Kenny Rogers’ face is a good example of something that’s gotten dramatically funnier and simultaneously more frightening as the years peal away. The Republican Party is another one. As if espousing a political philosophy only a little bit more sophisticated than that of a territorial toddler isn’t bad enough, some of the Grand Old Party’s most star-spangled mouthpieces outright physically resemble giant tantrum-prone toddlers: notably Rush Limbaugh, Karl Rove, Glenn Beck, Newt Gingrich. Then, in a bold move to become even more cartoon-like, the Republican Party maladroitly became the platform for the dim-bulb Homecoming Queen contingent, ala Sarah Palin and Michelle Bachmann. And by the time Joe the Plumber strode into the limelight, assumed a plumber’s squat, and let loose with his runny nuggets of “everyman” wisdom, the clown dung had basically hit the fan. But don’t get me wrong: Democrats are ridiculous too. On several levels, I tend to think that all political animals should be taken as seriously as balloon animals. But it’s not all laffs and pratfalls. There’s a scary side too; namely that the Neocons are such paragons of neurological rigidity and ideological inflexibility, what Robert Anton Wilson (I think) termed the “statutory ape.” They have an insect loyalty to their own overactive greed glands and to them shameless self-indulgence is considered a virtue. They start with their First Fundamental “Truth,” which is “nothing whatsoever should obstruct my ability to acquire the things I desire, particularly if I’m already well-to-do,” and then they move out from there, philosophically speaking, and formulate their worldview based on that one foundational “given.” These are people just screaming to be made fun of. They are setting a new standard for zealotry that used to be owned by cultists like the Branch Davidians and Facebookies. But disregarding them entirely could prove lethal, quite literally, to the entire planet, so it’s good to know that wise people like George Lakoff are providing New Enlightenment-based approaches to dealing with sanctimonious, hidebound Neocons on the socio-political level. But work also needs to be done on the satirical level. And that’s where Davey Porter And The Young Republicans step in. Davey Porter, in fact, even has that corn-fed, fat cat cherubim look made so popular by Limbaugh, Rove, et al. Or maybe his name is “Dudley”—I’m not real clear on that. Regardless of who’s who, Davey Porter And The Young Republicans is a trio who dress up like snooty Republicans (ala the Yuppie Pricks), and play metalized punk songs that extol the virtues of the Conservative-Life-Lived-Right and their lyrics ooze with such blubbery smugness that I can’t help but think of Newt Gingrich’s love handles. And according to the band bio, Porter even “out-Nuges” Ted Nugent in the category of grunt-snorting he-man conservative primitiveness by virtue of the fact the he was raised in the backwoods of North Carolina by a family of deer, who he later ate at the age of fourteen, after growing his first beard. Terrible Ted’s loin-clothed G. Gordon Liddy routine can’t touch that with a twelve-foot stink pole. Musically, you could make reasonable comparisons between the Young Republicans and bands like Fear, 1990s-era Meatmen, the Plasmatics, and even Iron Maiden. The only unfortunate thing is that this Davey/Dudley character, I’ll bet, probably works at the Guitar Center; his Dimebag Darryl guitar tone just sounds like it’s being filtered through an array of sound processing products he got at work with his thirty percent employee’s discount. But that’s a fairly minor quibble. It’s really the lyrics that are the focus here. If you are a fan of mock-conservatism along the lines of The Colbert Report or the Yuppie Pricks, you’ll at very least probably find this CD amusing in spots. Sure, it’s an easy target, but it’s also a fun target. Go get your copy of Mistakes Were Made and have a few laughs before this country’s second Civil War breaks out between the Cutthroat Neocons and Everyone Else. This stuff might not seem quite as funny once that happens. –Aphid Peewit (Self-released)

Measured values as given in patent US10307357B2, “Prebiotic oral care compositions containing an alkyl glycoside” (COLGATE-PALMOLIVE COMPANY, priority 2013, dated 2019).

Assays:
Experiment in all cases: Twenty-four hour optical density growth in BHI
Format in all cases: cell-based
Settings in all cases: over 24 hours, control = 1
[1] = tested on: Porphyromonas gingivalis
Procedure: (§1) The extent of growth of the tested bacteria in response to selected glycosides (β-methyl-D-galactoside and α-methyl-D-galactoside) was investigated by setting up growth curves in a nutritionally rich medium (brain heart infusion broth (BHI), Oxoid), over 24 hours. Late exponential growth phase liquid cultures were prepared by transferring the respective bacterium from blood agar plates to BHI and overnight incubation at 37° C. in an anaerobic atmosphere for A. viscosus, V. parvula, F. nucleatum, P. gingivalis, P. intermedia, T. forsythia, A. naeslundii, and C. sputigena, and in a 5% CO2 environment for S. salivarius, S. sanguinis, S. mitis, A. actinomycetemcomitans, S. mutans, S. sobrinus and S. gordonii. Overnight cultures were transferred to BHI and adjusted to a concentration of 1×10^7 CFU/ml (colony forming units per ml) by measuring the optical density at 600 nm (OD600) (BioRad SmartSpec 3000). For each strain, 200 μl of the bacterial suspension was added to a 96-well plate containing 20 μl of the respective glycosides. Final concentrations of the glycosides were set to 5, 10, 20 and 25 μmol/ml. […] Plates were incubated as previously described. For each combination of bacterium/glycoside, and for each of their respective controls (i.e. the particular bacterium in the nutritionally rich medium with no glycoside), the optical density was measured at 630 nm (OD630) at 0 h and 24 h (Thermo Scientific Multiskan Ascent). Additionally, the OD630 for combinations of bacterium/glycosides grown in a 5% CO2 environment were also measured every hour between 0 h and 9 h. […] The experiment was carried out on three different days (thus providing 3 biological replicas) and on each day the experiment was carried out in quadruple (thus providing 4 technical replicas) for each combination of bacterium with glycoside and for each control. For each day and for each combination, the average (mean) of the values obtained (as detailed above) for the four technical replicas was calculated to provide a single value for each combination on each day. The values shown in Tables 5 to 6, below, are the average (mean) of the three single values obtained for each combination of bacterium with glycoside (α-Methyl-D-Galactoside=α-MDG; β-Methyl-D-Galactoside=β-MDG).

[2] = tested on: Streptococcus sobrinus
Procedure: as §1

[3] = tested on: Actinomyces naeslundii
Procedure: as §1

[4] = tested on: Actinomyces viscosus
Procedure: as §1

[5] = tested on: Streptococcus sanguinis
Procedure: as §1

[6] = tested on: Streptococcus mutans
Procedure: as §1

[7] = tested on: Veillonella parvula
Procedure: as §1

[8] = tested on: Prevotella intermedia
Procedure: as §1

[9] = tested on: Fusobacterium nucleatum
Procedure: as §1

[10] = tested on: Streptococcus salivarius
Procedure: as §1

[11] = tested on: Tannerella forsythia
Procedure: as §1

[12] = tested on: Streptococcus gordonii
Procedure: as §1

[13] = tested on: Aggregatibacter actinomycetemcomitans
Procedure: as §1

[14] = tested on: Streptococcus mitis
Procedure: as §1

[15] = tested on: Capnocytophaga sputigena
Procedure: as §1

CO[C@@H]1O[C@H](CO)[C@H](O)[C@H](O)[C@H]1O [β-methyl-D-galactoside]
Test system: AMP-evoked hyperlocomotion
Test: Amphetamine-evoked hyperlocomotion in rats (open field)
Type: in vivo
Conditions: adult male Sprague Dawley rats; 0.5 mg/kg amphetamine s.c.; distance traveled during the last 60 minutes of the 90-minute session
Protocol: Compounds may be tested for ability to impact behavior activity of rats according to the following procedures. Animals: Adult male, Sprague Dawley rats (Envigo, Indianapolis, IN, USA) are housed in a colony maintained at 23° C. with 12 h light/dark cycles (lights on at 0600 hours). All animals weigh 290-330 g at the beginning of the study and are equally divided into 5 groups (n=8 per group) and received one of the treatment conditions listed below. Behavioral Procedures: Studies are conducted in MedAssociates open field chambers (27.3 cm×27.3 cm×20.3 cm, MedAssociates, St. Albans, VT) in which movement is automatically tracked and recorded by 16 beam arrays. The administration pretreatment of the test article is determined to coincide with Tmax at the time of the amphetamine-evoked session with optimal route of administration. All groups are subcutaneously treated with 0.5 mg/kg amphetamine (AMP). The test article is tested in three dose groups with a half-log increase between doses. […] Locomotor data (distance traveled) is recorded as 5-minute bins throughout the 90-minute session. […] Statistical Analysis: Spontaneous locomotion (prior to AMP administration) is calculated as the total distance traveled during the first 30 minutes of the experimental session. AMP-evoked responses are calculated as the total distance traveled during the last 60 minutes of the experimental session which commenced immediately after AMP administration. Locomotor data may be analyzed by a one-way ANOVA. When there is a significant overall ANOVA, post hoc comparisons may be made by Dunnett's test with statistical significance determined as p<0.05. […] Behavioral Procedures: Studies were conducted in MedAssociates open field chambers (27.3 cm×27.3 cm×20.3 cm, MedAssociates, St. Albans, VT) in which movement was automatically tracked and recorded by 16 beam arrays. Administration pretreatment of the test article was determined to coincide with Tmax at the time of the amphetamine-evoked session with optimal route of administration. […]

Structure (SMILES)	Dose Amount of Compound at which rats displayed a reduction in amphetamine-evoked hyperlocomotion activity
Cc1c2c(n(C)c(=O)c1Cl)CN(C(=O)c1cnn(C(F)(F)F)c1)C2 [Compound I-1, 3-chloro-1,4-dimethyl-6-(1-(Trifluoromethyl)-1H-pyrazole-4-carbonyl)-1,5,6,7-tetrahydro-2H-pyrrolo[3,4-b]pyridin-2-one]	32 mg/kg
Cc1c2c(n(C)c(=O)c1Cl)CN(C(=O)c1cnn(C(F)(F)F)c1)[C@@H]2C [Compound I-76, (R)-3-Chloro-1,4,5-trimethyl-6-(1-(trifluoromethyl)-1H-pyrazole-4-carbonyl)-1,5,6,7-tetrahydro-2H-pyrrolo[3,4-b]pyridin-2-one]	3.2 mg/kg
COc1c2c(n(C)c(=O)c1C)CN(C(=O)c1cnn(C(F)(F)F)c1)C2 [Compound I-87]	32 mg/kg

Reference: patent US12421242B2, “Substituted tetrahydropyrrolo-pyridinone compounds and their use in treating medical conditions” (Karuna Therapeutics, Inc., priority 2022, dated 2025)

This Thatand Some Other Shit: 3-way split: CD